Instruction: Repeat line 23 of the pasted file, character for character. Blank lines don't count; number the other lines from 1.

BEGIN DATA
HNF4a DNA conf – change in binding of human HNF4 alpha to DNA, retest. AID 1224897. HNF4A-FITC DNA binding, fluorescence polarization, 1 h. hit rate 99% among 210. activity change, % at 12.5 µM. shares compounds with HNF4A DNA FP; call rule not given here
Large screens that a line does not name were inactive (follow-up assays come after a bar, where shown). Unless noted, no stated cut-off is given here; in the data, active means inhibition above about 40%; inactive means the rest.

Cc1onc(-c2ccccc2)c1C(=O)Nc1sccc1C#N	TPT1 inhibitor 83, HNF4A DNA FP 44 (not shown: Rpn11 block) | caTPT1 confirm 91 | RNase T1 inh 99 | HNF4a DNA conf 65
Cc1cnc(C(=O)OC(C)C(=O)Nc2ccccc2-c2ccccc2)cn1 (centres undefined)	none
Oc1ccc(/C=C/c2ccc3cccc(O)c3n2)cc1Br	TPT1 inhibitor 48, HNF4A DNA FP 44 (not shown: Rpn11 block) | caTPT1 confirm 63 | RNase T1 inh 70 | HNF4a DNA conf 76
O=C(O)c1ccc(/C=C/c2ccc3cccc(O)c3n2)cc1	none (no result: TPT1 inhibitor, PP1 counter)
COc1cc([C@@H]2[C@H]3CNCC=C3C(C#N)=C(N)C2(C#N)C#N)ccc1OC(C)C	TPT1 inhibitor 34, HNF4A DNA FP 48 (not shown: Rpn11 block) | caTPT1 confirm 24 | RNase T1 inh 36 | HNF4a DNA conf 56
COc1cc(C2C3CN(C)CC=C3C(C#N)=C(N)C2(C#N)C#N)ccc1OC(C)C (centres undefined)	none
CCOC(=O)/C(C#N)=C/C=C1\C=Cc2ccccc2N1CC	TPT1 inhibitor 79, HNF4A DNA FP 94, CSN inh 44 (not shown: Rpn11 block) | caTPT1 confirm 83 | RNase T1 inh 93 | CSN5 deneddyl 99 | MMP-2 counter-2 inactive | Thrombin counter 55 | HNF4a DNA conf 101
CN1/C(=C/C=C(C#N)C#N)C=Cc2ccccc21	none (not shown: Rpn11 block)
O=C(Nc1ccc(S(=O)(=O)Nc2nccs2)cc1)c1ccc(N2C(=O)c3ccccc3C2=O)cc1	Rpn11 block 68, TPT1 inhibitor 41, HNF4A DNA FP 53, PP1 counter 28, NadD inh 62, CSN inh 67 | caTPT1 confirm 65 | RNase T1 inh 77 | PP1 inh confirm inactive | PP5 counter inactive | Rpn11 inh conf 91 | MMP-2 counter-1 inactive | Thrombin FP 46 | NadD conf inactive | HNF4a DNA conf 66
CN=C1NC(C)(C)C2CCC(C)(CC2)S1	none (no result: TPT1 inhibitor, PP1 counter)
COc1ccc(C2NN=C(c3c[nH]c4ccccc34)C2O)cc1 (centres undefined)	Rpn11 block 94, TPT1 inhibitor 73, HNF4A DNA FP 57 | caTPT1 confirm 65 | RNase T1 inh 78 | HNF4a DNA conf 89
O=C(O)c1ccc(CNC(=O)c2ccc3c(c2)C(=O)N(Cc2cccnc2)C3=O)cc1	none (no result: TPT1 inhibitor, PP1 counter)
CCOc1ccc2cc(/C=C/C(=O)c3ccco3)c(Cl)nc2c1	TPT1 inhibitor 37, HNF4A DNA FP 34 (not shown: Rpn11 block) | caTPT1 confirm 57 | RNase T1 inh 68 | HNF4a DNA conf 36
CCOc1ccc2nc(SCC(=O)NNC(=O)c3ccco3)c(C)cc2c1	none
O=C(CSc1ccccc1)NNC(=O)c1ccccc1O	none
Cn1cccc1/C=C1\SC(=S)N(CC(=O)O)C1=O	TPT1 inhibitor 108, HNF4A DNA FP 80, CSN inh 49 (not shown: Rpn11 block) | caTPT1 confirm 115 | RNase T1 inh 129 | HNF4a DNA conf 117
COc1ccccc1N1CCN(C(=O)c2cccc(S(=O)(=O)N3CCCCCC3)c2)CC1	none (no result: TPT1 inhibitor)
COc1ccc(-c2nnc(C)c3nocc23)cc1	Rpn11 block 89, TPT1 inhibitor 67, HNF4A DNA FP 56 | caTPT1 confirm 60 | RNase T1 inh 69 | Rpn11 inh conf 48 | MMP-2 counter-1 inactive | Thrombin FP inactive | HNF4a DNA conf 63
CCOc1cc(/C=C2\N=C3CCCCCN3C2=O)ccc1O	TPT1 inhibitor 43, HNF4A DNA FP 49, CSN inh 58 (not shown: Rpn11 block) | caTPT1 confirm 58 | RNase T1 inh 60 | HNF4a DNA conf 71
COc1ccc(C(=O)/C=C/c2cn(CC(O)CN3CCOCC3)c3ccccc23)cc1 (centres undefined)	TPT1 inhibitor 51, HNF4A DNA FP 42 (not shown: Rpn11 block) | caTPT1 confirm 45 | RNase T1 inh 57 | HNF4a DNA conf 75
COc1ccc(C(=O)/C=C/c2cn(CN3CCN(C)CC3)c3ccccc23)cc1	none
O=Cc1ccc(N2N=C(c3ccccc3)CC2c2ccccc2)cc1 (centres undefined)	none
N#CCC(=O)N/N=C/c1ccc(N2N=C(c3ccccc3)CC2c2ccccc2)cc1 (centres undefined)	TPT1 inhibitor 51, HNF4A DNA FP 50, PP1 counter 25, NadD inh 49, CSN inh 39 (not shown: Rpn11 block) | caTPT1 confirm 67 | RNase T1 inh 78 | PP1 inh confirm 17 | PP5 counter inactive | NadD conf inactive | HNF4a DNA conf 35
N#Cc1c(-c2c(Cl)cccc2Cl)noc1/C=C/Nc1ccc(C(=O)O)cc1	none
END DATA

COc1ccc(C(=O)/C=C/c2cn(CN3CCN(C)CC3)c3ccccc23)cc1	none